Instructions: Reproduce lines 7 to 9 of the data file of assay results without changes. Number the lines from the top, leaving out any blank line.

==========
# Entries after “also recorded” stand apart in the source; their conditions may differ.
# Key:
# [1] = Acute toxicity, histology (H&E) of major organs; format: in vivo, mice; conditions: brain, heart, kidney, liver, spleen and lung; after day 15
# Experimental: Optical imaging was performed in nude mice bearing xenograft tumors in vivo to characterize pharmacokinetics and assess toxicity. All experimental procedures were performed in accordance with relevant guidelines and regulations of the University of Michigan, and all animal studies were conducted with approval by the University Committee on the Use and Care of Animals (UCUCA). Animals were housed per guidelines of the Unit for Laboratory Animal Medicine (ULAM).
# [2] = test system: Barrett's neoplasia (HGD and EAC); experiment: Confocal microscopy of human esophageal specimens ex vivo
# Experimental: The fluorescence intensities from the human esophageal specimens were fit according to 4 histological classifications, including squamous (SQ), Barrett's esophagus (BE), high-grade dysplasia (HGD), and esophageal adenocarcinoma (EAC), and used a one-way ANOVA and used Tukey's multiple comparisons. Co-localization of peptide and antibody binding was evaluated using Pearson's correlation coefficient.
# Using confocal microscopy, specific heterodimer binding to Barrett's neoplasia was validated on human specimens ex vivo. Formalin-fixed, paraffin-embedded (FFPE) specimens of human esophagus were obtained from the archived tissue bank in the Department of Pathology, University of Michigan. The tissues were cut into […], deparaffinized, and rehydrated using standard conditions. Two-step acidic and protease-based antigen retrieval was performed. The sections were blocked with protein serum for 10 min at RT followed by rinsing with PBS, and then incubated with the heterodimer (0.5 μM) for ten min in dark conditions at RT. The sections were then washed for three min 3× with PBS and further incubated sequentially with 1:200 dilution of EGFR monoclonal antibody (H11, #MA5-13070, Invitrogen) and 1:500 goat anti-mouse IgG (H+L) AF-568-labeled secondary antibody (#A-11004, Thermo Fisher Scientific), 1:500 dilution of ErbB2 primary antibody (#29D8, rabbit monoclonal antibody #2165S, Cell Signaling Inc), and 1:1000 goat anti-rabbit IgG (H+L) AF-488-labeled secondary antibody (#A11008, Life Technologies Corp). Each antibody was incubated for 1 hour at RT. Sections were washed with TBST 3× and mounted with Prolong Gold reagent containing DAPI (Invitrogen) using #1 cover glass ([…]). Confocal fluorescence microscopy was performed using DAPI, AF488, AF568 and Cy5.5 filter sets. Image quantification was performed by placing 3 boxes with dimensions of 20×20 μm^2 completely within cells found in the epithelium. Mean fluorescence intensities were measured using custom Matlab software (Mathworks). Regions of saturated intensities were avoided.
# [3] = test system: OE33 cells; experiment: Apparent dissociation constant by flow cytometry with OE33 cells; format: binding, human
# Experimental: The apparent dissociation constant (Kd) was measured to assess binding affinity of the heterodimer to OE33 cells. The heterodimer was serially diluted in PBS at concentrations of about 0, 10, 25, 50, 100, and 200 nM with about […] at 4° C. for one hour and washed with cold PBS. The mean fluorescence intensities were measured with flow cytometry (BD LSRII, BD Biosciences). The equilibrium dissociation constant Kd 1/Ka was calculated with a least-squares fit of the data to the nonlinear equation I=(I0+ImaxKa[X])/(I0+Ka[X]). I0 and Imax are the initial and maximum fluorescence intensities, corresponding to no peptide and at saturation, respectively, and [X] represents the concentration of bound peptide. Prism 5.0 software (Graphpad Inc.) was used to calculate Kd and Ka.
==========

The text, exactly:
# Using confocal microscopy, specific heterodimer binding to Barrett's neoplasia was validated on human specimens ex vivo. Formalin-fixed, paraffin-embedded (FFPE) specimens of human esophagus were obtained from the archived tissue bank in the Department of Pathology, University of Michigan. The tissues were cut into […], deparaffinized, and rehydrated using standard conditions. Two-step acidic and protease-based antigen retrieval was performed. The sections were blocked with protein serum for 10 min at RT followed by rinsing with PBS, and then incubated with the heterodimer (0.5 μM) for ten min in dark conditions at RT. The sections were then washed for three min 3× with PBS and further incubated sequentially with 1:200 dilution of EGFR monoclonal antibody (H11, #MA5-13070, Invitrogen) and 1:500 goat anti-mouse IgG (H+L) AF-568-labeled secondary antibody (#A-11004, Thermo Fisher Scientific), 1:500 dilution of ErbB2 primary antibody (#29D8, rabbit monoclonal antibody #2165S, Cell Signaling Inc), and 1:1000 goat anti-rabbit IgG (H+L) AF-488-labeled secondary antibody (#A11008, Life Technologies Corp). Each antibody was incubated for 1 hour at RT. Sections were washed with TBST 3× and mounted with Prolong Gold reagent containing DAPI (Invitrogen) using #1 cover glass ([…]). Confocal fluorescence microscopy was performed using DAPI, AF488, AF568 and Cy5.5 filter sets. Image quantification was performed by placing 3 boxes with dimensions of 20×20 μm^2 completely within cells found in the epithelium. Mean fluorescence intensities were measured using custom Matlab software (Mathworks). Regions of saturated intensities were avoided.
# [3] = test system: OE33 cells; experiment: Apparent dissociation constant by flow cytometry with OE33 cells; format: binding, human
# Experimental: The apparent dissociation constant (Kd) was measured to assess binding affinity of the heterodimer to OE33 cells. The heterodimer was serially diluted in PBS at concentrations of about 0, 10, 25, 50, 100, and 200 nM with about […] at 4° C. for one hour and washed with cold PBS. The mean fluorescence intensities were measured with flow cytometry (BD LSRII, BD Biosciences). The equilibrium dissociation constant Kd 1/Ka was calculated with a least-squares fit of the data to the nonlinear equation I=(I0+ImaxKa[X])/(I0+Ka[X]). I0 and Imax are the initial and maximum fluorescence intensities, corresponding to no peptide and at saturation, respectively, and [X] represents the concentration of bound peptide. Prism 5.0 software (Graphpad Inc.) was used to calculate Kd and Ka.